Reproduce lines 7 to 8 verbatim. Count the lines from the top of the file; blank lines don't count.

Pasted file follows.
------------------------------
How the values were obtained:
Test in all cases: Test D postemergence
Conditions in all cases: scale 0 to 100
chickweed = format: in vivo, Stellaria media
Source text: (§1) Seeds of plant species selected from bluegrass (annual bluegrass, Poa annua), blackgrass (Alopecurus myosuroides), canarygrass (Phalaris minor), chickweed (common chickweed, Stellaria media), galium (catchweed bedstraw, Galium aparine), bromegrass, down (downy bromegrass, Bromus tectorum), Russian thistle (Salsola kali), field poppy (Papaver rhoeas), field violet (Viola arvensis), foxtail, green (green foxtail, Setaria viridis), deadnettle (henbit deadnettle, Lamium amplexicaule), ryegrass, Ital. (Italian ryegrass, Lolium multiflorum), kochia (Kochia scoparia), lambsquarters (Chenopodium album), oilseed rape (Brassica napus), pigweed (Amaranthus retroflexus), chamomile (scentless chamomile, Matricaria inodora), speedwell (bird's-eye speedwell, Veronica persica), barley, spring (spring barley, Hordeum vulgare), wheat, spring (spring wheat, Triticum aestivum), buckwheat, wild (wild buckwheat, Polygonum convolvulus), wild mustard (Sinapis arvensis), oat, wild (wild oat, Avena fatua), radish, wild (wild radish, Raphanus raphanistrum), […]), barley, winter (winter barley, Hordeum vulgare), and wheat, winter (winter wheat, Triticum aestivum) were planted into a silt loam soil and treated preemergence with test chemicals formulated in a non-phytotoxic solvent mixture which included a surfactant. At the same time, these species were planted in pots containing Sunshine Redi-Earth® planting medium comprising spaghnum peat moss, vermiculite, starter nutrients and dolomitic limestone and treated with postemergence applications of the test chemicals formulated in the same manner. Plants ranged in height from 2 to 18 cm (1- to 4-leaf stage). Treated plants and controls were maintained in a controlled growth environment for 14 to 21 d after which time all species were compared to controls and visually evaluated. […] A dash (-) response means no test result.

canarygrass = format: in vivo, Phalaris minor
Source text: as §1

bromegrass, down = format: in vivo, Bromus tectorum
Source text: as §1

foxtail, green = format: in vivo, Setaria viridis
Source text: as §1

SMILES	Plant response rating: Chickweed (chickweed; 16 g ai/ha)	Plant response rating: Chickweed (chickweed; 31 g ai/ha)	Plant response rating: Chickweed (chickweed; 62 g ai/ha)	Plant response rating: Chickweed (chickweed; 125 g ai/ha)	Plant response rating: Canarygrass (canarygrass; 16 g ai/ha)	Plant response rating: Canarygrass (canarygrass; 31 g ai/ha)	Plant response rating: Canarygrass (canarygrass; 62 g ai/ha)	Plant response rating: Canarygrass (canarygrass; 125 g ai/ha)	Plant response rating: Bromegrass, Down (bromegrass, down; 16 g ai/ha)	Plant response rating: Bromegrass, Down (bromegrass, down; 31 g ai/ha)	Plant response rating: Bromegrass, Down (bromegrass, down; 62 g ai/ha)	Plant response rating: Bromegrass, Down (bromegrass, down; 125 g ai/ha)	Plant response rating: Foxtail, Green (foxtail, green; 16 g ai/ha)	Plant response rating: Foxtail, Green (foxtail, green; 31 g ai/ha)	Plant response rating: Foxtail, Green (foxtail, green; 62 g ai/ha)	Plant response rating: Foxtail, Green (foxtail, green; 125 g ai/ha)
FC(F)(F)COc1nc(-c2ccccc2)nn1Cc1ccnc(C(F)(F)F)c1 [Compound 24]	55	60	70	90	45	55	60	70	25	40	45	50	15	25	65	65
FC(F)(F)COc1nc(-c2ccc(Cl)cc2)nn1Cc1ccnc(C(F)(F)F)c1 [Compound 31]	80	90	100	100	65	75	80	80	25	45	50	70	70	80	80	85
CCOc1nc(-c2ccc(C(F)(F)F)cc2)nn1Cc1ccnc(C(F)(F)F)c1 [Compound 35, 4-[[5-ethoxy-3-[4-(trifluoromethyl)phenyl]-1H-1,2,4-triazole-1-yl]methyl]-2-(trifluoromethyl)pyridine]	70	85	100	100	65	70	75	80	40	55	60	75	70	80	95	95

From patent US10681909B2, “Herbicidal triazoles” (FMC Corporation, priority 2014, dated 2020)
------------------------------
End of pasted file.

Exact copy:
Source text: as §1

bromegrass, down = format: in vivo, Bromus tectorum